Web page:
What we say to ourselves and others is a choice. Think of someone you respect, maybe it’s a world leader, a famous author or a spiritual figure. Think what their perspective would be on whatever you are being critical about.

For example, what would Mother Teresa say about you being angry because you failed an exam? She would probably hug you and tell you that you were loved whether you passed an exam or not.

Then from that place of love, you could quiet your mind, study and retake the test with a new perspective that you are not the result of a test.

Choose a person that you know who is an evolved soul and imagine what they would say and apply it to yourself. You are changing your self-talk. The people who planted those original ideas that led to negative self-talk were wrong.

Notice. Practice. Allow the process.

And then apply that to others, and your relationships will be more loving and fulfilling, because people want to be accepted for who they are. When they make a mistake, they are usually so hard on themselves, they don’t need you adding to their negative self-talk. They can do a great job of that on their own.

If you need to, speak your truth kindly, lovingly and firmly. Not from a critical place.

When you choose not to criticize yourself and others, you will have healthier, happier, more loving relationships.

When you stop the negative self-talk, you’ll stop draining your life force and you’ll be happier, more productive and fulfilled.

imagine the possibilities…..

© Carol Chanel

Q & A

Hans is a 36 year-old executive consultant in Norway.

Q: “I am in love with a wonderful woman who I would like to marry. But there is one thing stopping me. She has a precious son – 8 years old – who I would like to adopt and I hate the way she talks to her son. She is harsh, snaps at him and sometimes is just down right mean to him when he makes a mistake.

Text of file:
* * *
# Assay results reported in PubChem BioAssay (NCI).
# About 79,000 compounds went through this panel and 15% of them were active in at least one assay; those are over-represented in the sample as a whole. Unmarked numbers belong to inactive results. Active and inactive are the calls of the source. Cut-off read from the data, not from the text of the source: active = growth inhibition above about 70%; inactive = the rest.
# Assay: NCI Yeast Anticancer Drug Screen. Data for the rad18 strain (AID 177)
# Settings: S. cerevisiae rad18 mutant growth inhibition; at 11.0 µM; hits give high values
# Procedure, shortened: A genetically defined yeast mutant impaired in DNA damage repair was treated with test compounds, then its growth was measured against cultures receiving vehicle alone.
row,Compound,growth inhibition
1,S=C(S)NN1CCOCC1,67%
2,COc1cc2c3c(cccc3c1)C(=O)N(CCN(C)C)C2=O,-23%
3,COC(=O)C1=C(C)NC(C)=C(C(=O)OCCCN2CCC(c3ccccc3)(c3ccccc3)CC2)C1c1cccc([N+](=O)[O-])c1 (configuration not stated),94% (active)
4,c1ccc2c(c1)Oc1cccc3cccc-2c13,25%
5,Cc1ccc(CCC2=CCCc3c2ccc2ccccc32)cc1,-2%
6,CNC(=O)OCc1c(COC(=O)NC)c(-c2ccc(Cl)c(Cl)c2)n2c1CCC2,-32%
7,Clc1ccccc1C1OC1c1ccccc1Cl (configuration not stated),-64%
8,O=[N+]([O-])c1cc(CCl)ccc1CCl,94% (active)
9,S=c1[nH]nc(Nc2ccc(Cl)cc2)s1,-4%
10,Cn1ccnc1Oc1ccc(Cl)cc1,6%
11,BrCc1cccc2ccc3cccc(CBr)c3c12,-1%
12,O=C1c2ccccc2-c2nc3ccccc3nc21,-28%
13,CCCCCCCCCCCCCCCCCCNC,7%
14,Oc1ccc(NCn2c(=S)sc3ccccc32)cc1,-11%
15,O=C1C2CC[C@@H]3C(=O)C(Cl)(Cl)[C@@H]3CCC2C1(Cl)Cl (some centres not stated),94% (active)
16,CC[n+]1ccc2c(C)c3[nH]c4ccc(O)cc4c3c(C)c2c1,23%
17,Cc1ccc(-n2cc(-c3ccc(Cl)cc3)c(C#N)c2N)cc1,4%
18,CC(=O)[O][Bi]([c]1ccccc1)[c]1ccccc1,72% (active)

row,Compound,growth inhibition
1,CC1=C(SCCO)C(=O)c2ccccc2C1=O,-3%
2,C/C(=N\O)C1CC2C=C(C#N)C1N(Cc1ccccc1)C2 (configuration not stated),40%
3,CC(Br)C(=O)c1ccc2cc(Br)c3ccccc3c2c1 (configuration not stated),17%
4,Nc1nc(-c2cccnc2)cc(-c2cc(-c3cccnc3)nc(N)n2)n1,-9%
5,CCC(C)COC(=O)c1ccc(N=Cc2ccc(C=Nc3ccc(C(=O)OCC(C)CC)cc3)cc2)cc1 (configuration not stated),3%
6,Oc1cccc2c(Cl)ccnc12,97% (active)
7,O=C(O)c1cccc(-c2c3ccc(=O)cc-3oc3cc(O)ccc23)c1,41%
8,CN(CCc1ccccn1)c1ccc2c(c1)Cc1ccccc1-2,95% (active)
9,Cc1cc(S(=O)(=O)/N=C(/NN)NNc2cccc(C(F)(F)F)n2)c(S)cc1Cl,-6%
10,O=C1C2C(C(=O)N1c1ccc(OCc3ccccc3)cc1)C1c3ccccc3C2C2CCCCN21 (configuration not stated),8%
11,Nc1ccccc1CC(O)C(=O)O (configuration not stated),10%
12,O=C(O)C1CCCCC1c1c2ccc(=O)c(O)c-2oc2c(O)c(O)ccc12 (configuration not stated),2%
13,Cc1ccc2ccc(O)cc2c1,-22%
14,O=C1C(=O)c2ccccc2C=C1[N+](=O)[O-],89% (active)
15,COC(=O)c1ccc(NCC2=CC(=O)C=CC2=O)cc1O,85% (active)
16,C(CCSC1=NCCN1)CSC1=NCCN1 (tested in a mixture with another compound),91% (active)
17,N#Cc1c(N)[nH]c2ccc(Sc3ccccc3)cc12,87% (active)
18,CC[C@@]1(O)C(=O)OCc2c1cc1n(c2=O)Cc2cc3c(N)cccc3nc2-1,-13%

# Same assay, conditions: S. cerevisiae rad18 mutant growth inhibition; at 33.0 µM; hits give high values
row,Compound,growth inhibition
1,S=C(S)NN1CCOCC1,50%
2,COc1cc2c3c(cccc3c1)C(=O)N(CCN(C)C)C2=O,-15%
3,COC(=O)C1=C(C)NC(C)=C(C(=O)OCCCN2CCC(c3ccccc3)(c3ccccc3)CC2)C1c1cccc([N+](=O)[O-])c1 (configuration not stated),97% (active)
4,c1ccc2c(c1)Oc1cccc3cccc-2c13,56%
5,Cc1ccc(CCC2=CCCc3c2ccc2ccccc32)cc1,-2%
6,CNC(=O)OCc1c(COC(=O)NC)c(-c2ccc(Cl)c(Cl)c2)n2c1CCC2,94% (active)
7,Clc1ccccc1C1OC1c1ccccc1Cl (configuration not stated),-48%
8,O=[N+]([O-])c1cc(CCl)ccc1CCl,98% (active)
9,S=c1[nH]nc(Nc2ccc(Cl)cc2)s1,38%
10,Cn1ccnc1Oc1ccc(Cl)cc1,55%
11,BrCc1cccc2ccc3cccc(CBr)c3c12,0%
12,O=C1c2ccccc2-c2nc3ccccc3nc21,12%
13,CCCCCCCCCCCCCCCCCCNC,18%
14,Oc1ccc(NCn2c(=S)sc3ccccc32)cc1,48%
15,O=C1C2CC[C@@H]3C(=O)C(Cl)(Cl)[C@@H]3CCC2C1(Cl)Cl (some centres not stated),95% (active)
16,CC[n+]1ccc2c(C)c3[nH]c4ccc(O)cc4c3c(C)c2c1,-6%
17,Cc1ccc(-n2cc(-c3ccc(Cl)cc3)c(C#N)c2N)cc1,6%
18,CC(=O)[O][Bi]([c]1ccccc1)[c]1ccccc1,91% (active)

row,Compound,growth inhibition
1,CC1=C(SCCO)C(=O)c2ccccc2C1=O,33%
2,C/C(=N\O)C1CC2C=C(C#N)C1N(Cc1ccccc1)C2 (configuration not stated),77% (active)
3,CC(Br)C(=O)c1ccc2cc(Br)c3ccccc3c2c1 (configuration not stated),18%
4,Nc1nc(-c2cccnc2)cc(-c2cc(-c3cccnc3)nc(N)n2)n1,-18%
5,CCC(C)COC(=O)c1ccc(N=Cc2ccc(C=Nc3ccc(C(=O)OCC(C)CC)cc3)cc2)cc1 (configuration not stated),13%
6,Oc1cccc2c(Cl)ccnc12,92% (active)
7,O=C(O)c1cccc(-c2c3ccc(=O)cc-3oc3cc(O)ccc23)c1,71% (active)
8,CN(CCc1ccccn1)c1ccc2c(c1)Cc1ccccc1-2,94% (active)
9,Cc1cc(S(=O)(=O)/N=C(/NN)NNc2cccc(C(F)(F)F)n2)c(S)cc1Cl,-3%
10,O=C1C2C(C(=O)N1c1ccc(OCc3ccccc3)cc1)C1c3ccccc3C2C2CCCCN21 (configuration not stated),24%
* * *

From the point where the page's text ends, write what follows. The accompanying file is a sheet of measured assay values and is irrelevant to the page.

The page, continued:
I point out that he is just 8 years old. But she says he has to learn now.

No matter what I say or how I try to explain that her behavior is damaging him, she insists that she is the mother and knows what is right.

What should I do? I feel so sorry for her son and yet I don’t want a life of fighting with her.”

A: Hans this is a difficult situation for everyone. Would she consider therapy or coaching?

From what you wrote I gather her parents treated her the way she is treating her son and she hasn’t looked to see that there is a better method of parenting.

There are some great books and wonderful child psychologists who could help her.

I can only imagine how she must talk to herself. I imagine she is extremely harsh.

While I can’t tell you ultimately what to do, I can suggest that you encourage her to work on herself, so that she can see the damage she is doing to her son and herself. And ultimately to their relationship. When he is older, he will likely rebel, and reject her.

If she is unwilling to get any help, what are you prepared to do? What is your boundary?

From what you’ve written it sounds like living with this day in and day out isn’t acceptable to you.

From a place of compassion, tell her how strongly you feel about what she’s doing. And if she isn’t willing to change, you don’t think you can go any further with the relationship. Tell her it actually hurts you to witness her behavior.

If you do have to leave the relationship, see if you can stay friends with her son. He’s going to need a loving, compassionate influence in his life. He’s blessed to have you. She is too. Set your intention that she’ll get help for everyone’s sake.



If you hear negative self-talk and want to stop, there are many ways to go about it. Hire a coach, hypnotherapist, therapist or a spiritual teacher.

Also, you might want to buy this brand new audio from Ron Roth,
“How to Repair Your Spiritual Energy Leaks and Experience a
Healthier Life.” He’s been doing this work for 40 years and is amazing.

Go to www.ronroth.com under audios to purchase it.

Happy Loving Yourself!

Carol's Services

I teach people to overcome the obstacles that keep them stuck yet longing for romantic relationships, more self-confidence and inspiration to accomplish their dreams.

We sometimes forget what it feels like to live from our hearts and souls. We forget the thrill of taking the brakes off and flying. Life is dull if we just live from our minds.

Are you - or someone you know - settling, for less than exciting, either in relationships or a career?

You can visit my website at:

You'll find other articles there and more in-depth information about both my services and me.

Carol Chanel
Certified Life Coach